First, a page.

For political analyst Chris Whipple, there is no doubt about the Democratic candidate for President in 2024. “He’s running!”
He, of course, is President Joe Biden. Whipple’s book on the Biden presidency has just been published, and the author was at the LBJ Library here in Austin to talk about the last two years. Specifically, the book is up-to-date as of Nov. 12, 2022, so it covers the immediate aftermath of the Congressional elections. (In this article I will refer to the former president as ‘DT’, although Whipple does not use this designation.)
In his many conversations with White House insiders, Whipple says DT “will be the person Biden will run against. Biden feels he has unfinished business and the stakes could not be higher. I do think the Biden White House believes democracy is on the ballot in 2024.”
Asked about another alternative for the 2024 election, Whipple poured cold water on the idea. “I don’t think there is a plan B for the Dems. Any Democratic challenger to Biden sinks their prospects.”
Whipple cast his book as a “political thriller in three acts.” The first act, the Transition, was fraught with landmines and could have been stopped if only DT wasn’t so ignorant about what was going on right under his nose. The second act was Afghanistan, and the third act is The Ukrainian war. “In the case of Afghanistan almost everybody did everything wrong, but with Ukraine, almost everybody has done everything right.”
Overlaying and overlapping these three acts are three big tests that Whipple identified as the pandemic, Ukraine, and how he has faced down the threat to democracy. On these three Biden gets high marks from Whipple, but let’s go back to the Transition, the gripping details of which are explored as the book opens.
“It came down to an obscure DT staffer, a deputy White House chief of staff Chris Liddell, who was born in New Zealand and rose to become CFO of General Motors and Microsoft. He wound up in the White House : he didn’t like DT but thought that the office would change him.” Liddell, related Whipple, “found himself there in the final days. He carried out a sub rosa operation under DT’s nose and without his knowledge: he made sure the wheels of transition kept turning. He stayed out of the Oval Office so that DT wouldn’t know what he was up to. He had friends who would talk him off the ledge every time he was about to quit because of some outrageous thing DT had said. They said ‘you can’t leave, somebody’s got to land this plane!’” He stayed to Inauguration Day on January 20th, a day Whipple identified in this case as the most dangerous of all.
“People ask me why I wanted to write this book, and my answer is ‘How could I not?’ When Joe Biden and his team came into office they faced the most daunting challenges since FDR’s time: a once-in-a-century pandemic, crippled economy, racial injustice, global warming, and the aftermath of a bloody attempted insurrection. So, it really seems to me that this is the fight of Biden’s life.”
Whipple said Biden and Lincoln have some things in common but “great oratory is not one of them!,” a quip that elicited lots of laughter from the audience. (He did identify the speech he gave on the 1st anniversary of the Jan 6 Insurrection to be the “best speech of his Presidency.”) “But I do think that they were both uniquely placed to meet the moment when extraordinary crises developed.” Crucially, Whipple notes that both Lincoln and Biden were “underestimated over and over again.”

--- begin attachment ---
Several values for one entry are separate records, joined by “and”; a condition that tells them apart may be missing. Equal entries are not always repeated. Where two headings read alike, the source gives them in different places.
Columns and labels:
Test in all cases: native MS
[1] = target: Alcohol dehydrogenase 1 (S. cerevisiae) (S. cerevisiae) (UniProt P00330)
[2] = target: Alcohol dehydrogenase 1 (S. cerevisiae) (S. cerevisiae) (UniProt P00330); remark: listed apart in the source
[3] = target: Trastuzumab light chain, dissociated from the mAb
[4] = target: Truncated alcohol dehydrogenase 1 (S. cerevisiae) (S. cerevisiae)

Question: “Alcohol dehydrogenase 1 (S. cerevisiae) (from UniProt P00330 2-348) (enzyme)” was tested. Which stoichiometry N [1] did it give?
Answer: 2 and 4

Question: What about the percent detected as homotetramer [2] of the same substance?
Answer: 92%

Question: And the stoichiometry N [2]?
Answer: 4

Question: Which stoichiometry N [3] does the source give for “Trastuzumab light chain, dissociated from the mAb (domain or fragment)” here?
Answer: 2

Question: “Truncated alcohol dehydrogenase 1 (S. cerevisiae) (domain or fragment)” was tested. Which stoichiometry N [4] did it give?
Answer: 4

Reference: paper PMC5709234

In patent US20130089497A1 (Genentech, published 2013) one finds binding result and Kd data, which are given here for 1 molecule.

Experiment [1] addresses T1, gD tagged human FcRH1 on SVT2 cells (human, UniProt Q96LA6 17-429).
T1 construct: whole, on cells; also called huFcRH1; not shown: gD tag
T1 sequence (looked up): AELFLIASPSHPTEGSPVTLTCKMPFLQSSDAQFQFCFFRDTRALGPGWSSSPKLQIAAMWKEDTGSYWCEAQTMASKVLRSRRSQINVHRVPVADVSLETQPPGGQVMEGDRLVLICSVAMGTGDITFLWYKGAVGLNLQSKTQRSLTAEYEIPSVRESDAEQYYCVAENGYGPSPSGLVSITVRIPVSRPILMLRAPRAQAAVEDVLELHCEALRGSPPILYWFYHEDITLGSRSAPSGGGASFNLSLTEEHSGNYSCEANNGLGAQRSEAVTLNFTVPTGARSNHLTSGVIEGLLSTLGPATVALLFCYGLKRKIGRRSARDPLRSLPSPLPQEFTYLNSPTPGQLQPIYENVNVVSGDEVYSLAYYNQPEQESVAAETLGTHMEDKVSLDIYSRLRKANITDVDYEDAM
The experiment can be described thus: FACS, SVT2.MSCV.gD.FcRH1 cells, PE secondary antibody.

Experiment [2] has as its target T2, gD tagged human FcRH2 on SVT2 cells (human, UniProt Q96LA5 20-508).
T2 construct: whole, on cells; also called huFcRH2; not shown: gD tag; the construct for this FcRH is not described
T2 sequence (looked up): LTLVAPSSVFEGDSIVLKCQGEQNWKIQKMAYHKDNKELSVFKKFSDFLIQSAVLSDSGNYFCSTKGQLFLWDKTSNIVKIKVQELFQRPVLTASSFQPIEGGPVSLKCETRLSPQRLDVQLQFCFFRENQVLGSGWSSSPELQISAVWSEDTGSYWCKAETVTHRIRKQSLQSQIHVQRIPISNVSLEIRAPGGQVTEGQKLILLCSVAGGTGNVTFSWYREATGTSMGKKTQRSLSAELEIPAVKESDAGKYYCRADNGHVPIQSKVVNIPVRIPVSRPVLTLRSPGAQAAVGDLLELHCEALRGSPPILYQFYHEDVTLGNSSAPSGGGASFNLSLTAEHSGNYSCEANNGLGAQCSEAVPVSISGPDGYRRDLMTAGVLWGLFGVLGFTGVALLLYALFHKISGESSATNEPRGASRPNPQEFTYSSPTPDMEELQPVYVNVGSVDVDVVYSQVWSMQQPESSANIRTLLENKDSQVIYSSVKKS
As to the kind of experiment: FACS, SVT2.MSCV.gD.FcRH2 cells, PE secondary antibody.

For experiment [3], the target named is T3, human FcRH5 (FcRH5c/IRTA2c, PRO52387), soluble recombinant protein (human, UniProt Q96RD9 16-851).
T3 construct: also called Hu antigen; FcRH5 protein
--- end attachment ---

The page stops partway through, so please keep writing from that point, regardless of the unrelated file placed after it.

But Whipple immediately qualified the Lincoln comparison. “He’s not a saint, he’s not Abraham Lincoln. He does take names of people who crossed him. He has a temper, but he knows what he wants and he spent decades training for the crises that he’s now facing.”
Having previously written a book on the Chiefs of Staff of the last few presidents, Whipple puts a spotlight in the book on Ron Klain, who just stepped down as Biden’s first chief of staff. On the subject of Afghanistan, Klain was quite direct in an interview with Whipple, who writes he was struck by the hypocrisy of Biden’s critics. “Every person who’s gone on TV,” said Klain, “and blasted our handling of this, at some point in the past ten years said, ‘The Afghan army is great!’” Klain considered resigning at the end of 2021. “He loved being White House chief of staff, even when things were going badly, and believed he made Biden more effective. But the workload was relentless and debilitating.” Fortunately he stayed till February 7, 2023.
Klain, who is well aware of what a heavy workload is, praises the First Lady in this book. “She’s incredibly hard working,” and is a shrewd judge of people around her husband. “Like Nancy Reagan,” writes Whipple, “she could detect those who were pursuing their own agendas at the president’s expense.” Attention is also given to Vice-Pres. Harris. Whipple writes that “When Harris did get noticed, it was often for the wrong reason.” He sent her questions to be answered for this book, “but wouldn’t say what her worst day had been as vice president,” and also declined to answer a question about morale problems in her staff. Her direct engagement with this book takes up only half a page; in his remarks in Austin, Whipple best described her as “a work in progress.”
Complete with 45 pages of notes, enabling anyone to trace the sources he used, Whipple’s book is certainly the best political expose yet on the Biden presidency. Published now on the cusp of the run for the 2024 election, it should be read by anyone who is unsure if they want Biden as president for another term. If you want keep your freedom and democracy, the choice is clear.
Photo of Mr. Whipple by C. Cunningham; copyright Sun News Austin. For more events at the LBJ Library, visit:
The Fight of His Life: Inside Joe Biden’s White House is by Scribner. It lists for $30.